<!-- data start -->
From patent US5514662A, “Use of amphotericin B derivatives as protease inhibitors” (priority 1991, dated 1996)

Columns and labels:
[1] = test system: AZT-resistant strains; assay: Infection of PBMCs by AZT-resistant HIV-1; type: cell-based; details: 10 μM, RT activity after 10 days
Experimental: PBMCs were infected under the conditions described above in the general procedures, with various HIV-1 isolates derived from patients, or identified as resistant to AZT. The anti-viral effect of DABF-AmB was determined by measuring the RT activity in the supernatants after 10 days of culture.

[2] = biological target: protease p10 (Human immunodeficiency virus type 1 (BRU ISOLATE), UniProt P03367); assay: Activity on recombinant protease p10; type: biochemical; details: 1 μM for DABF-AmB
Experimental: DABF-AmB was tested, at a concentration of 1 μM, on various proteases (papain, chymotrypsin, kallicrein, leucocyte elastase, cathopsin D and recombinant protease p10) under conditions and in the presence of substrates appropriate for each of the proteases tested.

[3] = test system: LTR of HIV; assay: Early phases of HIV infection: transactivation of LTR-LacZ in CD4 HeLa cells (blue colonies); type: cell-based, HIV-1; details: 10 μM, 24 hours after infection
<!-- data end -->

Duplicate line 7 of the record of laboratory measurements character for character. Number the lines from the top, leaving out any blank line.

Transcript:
[3] = test system: LTR of HIV; assay: Early phases of HIV infection: transactivation of LTR-LacZ in CD4 HeLa cells (blue colonies); type: cell-based, HIV-1; details: 10 μM, 24 hours after infection